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USS Owasco (1861)
USS Owasco (1861) cropped
USS Owasco, 1861
Career (US) Naval jack of the United States (1865–1867) US flag 34 stars.svg
Launched: 5 October 1861
Commissioned: 23 January 1862
Decommissioned: 12 July 1865
Fate: sold, 25 October 1865
General characteristics
Class & type: Unadilla-class gunboat
Displacement: 691 tons
Tons burthen: 507
Length: 158 ft (48 m) (waterline)
Beam: 28 ft (8.5 m)
Draft: 9 ft 6 in (2.90 m) (max.)
Depth of hold: 12 ft (3.7 m)
Propulsion: 2 × 200 IHP 30-in bore by 18 in stroke horizontal back-acting engines; single screw
Sail plan: Two-masted schooner
Speed: 10 kn (11.5 mph)
Complement: 114
Armament: Original:
1 × 11-in Dahlgren smoothbore
2 × 24-pdr smoothbore
2 × 20-pdr Parrott rifle

USS Owasco was a Unadilla-class gunboat built for the Union Navy during the American Civil War. She was named for Owasco Lake. Owasco, built by Charles Mallory, was launched at Mystic, Connecticut, 5 October 1861; delivered to the Navy at New York Navy Yard 6 December 1861; and commissioned there 23 January 1862, Lt. John Guest in command.

The new "ninety-day gunboat" departed New York 5 February and reached Key West, Florida, 10 days later where Comdr. David D. Porter's mortar flotilla was assemblying. She then headed via Ship Island, Mississippi for Pass a L’Outre. En route, on 16 March, she captured schooners Eugenia and President laden with cotton and bound for Havana.

The mortar flotilla had been established by the Navy to neutralize forts St. Philip and Jackson which protected New Orleans, Louisiana against attack from the sea. Owasco was one of seven steamers assigned to the flotilla to tow the schooners and help them navigate safely in the tricky currents of the Mississippi River. In mid-April she and her sister steamers moved the schooners into position below the forts. On the 18th, when the mortars opened fire on the Southern positions, the steamers supported the attack with flat trajectory fire until, six days later, David Farragut led his deep draft vessels in a historic dash past the Confederate heavy works. The following day New Orleans fell, depriving the South of its largest city and greatest industrial and commercial center. One of Owasco's sailors, Quartermaster Edward Farrell, was awarded the Medal of Honor for his part in the battle.[1]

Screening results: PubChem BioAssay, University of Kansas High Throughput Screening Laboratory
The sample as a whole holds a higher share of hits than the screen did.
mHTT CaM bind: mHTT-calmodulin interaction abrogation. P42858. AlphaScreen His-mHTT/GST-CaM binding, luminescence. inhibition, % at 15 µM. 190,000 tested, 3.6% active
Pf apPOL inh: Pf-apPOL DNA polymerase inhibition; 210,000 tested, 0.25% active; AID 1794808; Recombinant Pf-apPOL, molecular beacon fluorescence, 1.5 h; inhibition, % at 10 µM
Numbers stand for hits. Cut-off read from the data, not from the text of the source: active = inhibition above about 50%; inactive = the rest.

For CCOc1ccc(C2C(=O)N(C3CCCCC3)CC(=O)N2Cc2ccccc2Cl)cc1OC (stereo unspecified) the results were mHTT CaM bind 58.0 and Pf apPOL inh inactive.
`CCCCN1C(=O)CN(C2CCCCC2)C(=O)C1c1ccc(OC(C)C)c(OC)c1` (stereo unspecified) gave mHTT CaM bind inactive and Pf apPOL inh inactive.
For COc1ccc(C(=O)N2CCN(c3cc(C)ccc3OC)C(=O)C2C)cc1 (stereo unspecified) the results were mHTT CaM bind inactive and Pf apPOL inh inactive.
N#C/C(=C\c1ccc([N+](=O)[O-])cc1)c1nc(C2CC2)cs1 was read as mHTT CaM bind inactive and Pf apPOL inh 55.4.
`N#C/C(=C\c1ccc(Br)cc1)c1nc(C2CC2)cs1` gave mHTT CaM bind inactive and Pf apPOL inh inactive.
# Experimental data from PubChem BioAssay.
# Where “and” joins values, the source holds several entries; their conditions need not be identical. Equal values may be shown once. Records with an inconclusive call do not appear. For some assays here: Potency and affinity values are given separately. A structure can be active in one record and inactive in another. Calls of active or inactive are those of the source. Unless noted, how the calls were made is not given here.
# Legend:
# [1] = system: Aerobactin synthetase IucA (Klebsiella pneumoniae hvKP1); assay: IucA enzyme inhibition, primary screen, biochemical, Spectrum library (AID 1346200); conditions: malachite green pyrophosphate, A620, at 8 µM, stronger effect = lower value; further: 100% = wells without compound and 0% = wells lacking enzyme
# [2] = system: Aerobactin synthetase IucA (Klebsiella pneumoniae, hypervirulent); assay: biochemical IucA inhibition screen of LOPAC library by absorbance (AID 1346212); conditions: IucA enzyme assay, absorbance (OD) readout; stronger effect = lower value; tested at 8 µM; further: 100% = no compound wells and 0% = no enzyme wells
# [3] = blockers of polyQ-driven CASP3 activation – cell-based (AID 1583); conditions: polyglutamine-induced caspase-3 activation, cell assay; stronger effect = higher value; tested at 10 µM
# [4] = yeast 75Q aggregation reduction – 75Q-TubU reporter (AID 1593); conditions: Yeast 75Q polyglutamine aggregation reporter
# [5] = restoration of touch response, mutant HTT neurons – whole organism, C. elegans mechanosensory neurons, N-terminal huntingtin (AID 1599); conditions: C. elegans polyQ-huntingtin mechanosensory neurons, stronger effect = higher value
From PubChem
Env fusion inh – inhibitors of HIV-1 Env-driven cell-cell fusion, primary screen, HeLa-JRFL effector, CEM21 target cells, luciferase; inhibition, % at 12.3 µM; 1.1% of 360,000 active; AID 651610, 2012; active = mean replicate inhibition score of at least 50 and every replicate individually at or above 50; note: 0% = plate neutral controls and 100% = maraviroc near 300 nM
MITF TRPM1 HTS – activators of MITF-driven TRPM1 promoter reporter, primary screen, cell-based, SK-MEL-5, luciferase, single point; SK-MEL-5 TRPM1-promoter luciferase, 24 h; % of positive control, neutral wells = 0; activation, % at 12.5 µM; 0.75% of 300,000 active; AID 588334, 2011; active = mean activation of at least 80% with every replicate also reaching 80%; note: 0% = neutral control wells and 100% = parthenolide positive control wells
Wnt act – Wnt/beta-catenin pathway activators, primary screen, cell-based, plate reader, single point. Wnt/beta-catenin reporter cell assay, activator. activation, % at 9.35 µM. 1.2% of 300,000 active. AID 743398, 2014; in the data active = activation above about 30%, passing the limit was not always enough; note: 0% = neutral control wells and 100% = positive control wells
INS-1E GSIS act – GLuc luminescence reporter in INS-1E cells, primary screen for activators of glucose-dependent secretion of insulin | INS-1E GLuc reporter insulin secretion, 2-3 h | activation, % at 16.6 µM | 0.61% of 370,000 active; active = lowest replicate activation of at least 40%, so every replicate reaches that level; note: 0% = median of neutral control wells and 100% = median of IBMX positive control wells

When Farragut ascended the Mississippi for the second time, Owasco helped to tow the schooners up river to a position just below Vicksburg, Mississippi from which they bombarded the Confederate cliffside batteries 28 June as Farragut raced under the Southern guns to join the Western Gunboat Flotilla above Vicksburg.

Owasco participated in the bombardment and capture of Galveston, Texas 3 October; but, on New Year’s day, was driven out of that port by Confederates in cotton clad steamers.

After continuing blockade duty, she participated in the joint Army-Navy capture of Brazos, Texas 3 November 1863. She captured the English schooner Fanny 19 April 1864, carrying cargo for Confederate General Magruder from Havana. She continued to serve along the coast of Texas through the end of the war. She decommissioned at New York Navy Yard 12 July 1865 and was sold at auction at New York 25 October 1865.

See alsoEdit


This article incorporates text from the public domain Dictionary of American Naval Fighting Ships. The entry can be found here.

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